North and Far North Queensland have had lacklustre economies in the years since the financial crisis, with Cairns especially having suffered from the combined impact of the tourism downturn and an over-supply of properties due to a pre-financial crisis construction boom. Both Cairns and Townsville have unemployment rates higher than the State average, at 8.1% and 6.6% respectively compared with a State average of 6% (see Qld Treasury regional labour force information brief). Recent data unfortunately don’t give cause for great optimism that a strong recovery in the North is imminent. Last week, in his latest Conus Quarterly, Pete Faulkner presented a useful piece of analysis on trends in residential building approvals in Cairns and Townsville (see chart below). Pete notes: “We see trend approvals in Cairns on a slow upwardly trajectory (from very low levels); Townsville is drifting lower”.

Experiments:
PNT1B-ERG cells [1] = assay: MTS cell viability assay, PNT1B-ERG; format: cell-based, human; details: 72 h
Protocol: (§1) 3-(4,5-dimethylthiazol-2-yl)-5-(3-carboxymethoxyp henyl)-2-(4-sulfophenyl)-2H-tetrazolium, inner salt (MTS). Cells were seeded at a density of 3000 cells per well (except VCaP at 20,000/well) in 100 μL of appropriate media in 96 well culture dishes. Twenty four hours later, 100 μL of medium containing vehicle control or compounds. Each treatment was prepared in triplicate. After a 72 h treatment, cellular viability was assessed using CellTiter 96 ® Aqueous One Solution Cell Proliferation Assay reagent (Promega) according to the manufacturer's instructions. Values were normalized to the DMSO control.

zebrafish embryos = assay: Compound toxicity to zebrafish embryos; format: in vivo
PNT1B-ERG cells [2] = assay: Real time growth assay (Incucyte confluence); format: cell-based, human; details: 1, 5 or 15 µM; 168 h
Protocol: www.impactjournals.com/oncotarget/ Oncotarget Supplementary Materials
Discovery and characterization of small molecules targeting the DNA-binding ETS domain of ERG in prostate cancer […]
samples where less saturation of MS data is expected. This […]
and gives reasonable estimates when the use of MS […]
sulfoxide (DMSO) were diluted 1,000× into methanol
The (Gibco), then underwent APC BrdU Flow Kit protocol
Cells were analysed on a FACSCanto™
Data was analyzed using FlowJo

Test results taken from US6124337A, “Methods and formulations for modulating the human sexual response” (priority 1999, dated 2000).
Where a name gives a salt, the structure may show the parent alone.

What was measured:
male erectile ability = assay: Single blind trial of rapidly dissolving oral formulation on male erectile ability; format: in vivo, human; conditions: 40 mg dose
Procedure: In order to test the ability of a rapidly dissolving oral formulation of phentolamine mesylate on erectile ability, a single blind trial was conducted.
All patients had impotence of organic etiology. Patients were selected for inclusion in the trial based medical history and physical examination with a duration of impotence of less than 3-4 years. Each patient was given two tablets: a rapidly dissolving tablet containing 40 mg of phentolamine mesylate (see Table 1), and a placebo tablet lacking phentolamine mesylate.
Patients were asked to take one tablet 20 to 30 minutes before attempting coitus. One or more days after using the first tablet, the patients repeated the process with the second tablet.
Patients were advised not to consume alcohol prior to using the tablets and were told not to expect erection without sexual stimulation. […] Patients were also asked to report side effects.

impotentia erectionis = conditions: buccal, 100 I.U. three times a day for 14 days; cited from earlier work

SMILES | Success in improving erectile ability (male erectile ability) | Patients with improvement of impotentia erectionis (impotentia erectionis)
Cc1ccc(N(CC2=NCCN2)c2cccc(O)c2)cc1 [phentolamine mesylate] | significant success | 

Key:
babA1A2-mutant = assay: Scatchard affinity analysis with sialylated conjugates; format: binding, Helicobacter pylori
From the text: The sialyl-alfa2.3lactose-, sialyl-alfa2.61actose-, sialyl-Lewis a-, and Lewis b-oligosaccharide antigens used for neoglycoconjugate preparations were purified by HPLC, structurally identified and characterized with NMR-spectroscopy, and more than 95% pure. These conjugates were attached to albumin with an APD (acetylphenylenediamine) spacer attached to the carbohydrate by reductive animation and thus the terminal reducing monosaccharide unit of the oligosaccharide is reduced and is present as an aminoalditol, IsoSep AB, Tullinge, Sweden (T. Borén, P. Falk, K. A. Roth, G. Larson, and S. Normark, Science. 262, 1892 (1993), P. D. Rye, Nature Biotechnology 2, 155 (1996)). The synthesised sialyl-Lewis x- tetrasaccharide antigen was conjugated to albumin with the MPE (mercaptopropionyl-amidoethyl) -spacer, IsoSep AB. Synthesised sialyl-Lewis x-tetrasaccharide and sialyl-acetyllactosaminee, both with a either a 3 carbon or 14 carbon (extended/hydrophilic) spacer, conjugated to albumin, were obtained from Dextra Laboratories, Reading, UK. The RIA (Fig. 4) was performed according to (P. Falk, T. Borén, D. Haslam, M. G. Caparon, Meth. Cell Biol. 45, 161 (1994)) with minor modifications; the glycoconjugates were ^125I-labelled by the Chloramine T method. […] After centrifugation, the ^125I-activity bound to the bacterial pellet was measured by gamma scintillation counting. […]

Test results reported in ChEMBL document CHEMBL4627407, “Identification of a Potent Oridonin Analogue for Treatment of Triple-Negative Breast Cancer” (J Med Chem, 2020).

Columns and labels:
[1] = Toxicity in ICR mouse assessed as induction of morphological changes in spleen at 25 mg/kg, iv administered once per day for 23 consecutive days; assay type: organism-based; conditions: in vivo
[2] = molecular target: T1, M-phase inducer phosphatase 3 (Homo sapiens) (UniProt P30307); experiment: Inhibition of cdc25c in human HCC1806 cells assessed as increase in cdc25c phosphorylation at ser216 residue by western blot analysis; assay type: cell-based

The prospects for Cairns appear much better than for Townsville over the longer-term, given Cairns’s superiority as a tourism destination. Local confidence in Cairns should be boosted significantly by the proposed $8 billion Aquis casino resort, which appears likely to proceed now a casino licence has been promised (see Cairns post report). Meanwhile, prospects for private sector investment don’t appear as bright in Townsville, and local MPs are banding together to lobby for Government funding for projects such as a Super Stadium for Townsville (see Townsville Bulletin report). Regrettably, but as is usually the case, the economic development of Townsville is seen as depending crucially on State and Federal Government investment.